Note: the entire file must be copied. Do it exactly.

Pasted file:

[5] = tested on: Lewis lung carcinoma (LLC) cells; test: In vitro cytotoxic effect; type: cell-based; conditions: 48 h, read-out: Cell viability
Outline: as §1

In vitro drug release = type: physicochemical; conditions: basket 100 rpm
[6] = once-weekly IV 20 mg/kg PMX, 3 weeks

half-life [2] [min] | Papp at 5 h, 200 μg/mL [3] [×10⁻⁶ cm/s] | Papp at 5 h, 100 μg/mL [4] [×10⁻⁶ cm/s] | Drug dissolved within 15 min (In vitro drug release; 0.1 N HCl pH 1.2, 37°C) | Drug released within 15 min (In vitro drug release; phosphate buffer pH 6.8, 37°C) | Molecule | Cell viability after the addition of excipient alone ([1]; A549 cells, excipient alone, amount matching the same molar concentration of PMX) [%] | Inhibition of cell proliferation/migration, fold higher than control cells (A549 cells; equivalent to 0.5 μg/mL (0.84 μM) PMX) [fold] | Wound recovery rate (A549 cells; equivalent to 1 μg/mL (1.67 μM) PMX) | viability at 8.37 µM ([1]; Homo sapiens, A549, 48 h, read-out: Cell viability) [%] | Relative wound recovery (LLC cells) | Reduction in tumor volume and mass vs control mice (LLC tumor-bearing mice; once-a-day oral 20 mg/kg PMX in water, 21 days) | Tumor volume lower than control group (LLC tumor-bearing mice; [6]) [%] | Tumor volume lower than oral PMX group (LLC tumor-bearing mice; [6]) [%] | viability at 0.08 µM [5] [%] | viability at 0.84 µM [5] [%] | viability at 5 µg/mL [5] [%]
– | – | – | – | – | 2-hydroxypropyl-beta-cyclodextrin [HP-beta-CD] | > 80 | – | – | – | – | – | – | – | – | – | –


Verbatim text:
[5] = tested on: Lewis lung carcinoma (LLC) cells; test: In vitro cytotoxic effect; type: cell-based; conditions: 48 h, read-out: Cell viability
Outline: as §1

In vitro drug release = type: physicochemical; conditions: basket 100 rpm
[6] = once-weekly IV 20 mg/kg PMX, 3 weeks

half-life [2] [min] | Papp at 5 h, 200 μg/mL [3] [×10⁻⁶ cm/s] | Papp at 5 h, 100 μg/mL [4] [×10⁻⁶ cm/s] | Drug dissolved within 15 min (In vitro drug release; 0.1 N HCl pH 1.2, 37°C) | Drug released within 15 min (In vitro drug release; phosphate buffer pH 6.8, 37°C) | Molecule | Cell viability after the addition of excipient alone ([1]; A549 cells, excipient alone, amount matching the same molar concentration of PMX) [%] | Inhibition of cell proliferation/migration, fold higher than control cells (A549 cells; equivalent to 0.5 μg/mL (0.84 μM) PMX) [fold] | Wound recovery rate (A549 cells; equivalent to 1 μg/mL (1.67 μM) PMX) | viability at 8.37 µM ([1]; Homo sapiens, A549, 48 h, read-out: Cell viability) [%] | Relative wound recovery (LLC cells) | Reduction in tumor volume and mass vs control mice (LLC tumor-bearing mice; once-a-day oral 20 mg/kg PMX in water, 21 days) | Tumor volume lower than control group (LLC tumor-bearing mice; [6]) [%] | Tumor volume lower than oral PMX group (LLC tumor-bearing mice; [6]) [%] | viability at 0.08 µM [5] [%] | viability at 0.84 µM [5] [%] | viability at 5 µg/mL [5] [%]
– | – | – | – | – | 2-hydroxypropyl-beta-cyclodextrin [HP-beta-CD] | > 80 | – | – | – | – | – | – | – | – | – | –